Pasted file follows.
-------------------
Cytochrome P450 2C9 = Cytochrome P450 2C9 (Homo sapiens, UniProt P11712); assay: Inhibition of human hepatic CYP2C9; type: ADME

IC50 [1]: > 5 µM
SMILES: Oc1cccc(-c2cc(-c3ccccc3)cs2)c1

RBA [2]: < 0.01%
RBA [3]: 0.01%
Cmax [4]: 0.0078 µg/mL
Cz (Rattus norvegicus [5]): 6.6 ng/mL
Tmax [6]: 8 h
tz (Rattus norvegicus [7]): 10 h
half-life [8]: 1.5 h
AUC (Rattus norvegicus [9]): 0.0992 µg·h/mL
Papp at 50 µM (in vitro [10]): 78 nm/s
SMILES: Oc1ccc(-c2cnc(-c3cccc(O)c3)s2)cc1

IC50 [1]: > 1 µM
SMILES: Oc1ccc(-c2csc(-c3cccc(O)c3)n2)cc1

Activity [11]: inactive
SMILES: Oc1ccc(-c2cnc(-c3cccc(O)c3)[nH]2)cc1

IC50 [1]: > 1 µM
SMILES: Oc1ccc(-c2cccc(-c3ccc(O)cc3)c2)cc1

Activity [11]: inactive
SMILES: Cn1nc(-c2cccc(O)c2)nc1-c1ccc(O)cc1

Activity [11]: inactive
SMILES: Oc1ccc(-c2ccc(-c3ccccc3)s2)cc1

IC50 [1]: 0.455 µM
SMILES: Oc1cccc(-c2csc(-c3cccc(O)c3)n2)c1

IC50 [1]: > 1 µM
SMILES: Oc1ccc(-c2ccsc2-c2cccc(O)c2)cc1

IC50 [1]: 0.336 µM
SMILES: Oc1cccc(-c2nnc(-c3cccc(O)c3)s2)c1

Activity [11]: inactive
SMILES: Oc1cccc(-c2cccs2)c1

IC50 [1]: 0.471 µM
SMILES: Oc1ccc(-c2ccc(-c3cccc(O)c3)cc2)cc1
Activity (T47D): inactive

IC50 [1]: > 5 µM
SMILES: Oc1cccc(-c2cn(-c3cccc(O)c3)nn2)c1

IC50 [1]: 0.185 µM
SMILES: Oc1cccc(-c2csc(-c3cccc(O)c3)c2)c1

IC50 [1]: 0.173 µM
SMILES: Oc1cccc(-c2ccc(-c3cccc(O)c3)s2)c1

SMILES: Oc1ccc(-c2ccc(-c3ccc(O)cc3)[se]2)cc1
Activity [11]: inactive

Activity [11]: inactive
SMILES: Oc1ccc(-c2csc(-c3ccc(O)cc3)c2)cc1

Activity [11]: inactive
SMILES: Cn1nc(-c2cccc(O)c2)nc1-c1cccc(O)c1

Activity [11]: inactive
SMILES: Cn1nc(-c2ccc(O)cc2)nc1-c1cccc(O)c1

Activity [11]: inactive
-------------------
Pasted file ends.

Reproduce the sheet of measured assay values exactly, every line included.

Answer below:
Cytochrome P450 2C9 = Cytochrome P450 2C9 (Homo sapiens, UniProt P11712); assay: Inhibition of human hepatic CYP2C9; type: ADME

IC50 [1]: > 5 µM
SMILES: Oc1cccc(-c2cc(-c3ccccc3)cs2)c1

RBA [2]: < 0.01%
RBA [3]: 0.01%
Cmax [4]: 0.0078 µg/mL
Cz (Rattus norvegicus [5]): 6.6 ng/mL
Tmax [6]: 8 h
tz (Rattus norvegicus [7]): 10 h
half-life [8]: 1.5 h
AUC (Rattus norvegicus [9]): 0.0992 µg·h/mL
Papp at 50 µM (in vitro [10]): 78 nm/s
SMILES: Oc1ccc(-c2cnc(-c3cccc(O)c3)s2)cc1

IC50 [1]: > 1 µM
SMILES: Oc1ccc(-c2csc(-c3cccc(O)c3)n2)cc1

Activity [11]: inactive
SMILES: Oc1ccc(-c2cnc(-c3cccc(O)c3)[nH]2)cc1

IC50 [1]: > 1 µM
SMILES: Oc1ccc(-c2cccc(-c3ccc(O)cc3)c2)cc1

Activity [11]: inactive
SMILES: Cn1nc(-c2cccc(O)c2)nc1-c1ccc(O)cc1

Activity [11]: inactive
SMILES: Oc1ccc(-c2ccc(-c3ccccc3)s2)cc1

IC50 [1]: 0.455 µM
SMILES: Oc1cccc(-c2csc(-c3cccc(O)c3)n2)c1

IC50 [1]: > 1 µM
SMILES: Oc1ccc(-c2ccsc2-c2cccc(O)c2)cc1

IC50 [1]: 0.336 µM
SMILES: Oc1cccc(-c2nnc(-c3cccc(O)c3)s2)c1

Activity [11]: inactive
SMILES: Oc1cccc(-c2cccs2)c1

IC50 [1]: 0.471 µM
SMILES: Oc1ccc(-c2ccc(-c3cccc(O)c3)cc2)cc1
Activity (T47D): inactive

IC50 [1]: > 5 µM
SMILES: Oc1cccc(-c2cn(-c3cccc(O)c3)nn2)c1

IC50 [1]: 0.185 µM
SMILES: Oc1cccc(-c2csc(-c3cccc(O)c3)c2)c1

IC50 [1]: 0.173 µM
SMILES: Oc1cccc(-c2ccc(-c3cccc(O)c3)s2)c1

SMILES: Oc1ccc(-c2ccc(-c3ccc(O)cc3)[se]2)cc1
Activity [11]: inactive

Activity [11]: inactive
SMILES: Oc1ccc(-c2csc(-c3ccc(O)cc3)c2)cc1

Activity [11]: inactive
SMILES: Cn1nc(-c2cccc(O)c2)nc1-c1cccc(O)c1

Activity [11]: inactive
SMILES: Cn1nc(-c2ccc(O)cc2)nc1-c1cccc(O)c1

Activity [11]: inactive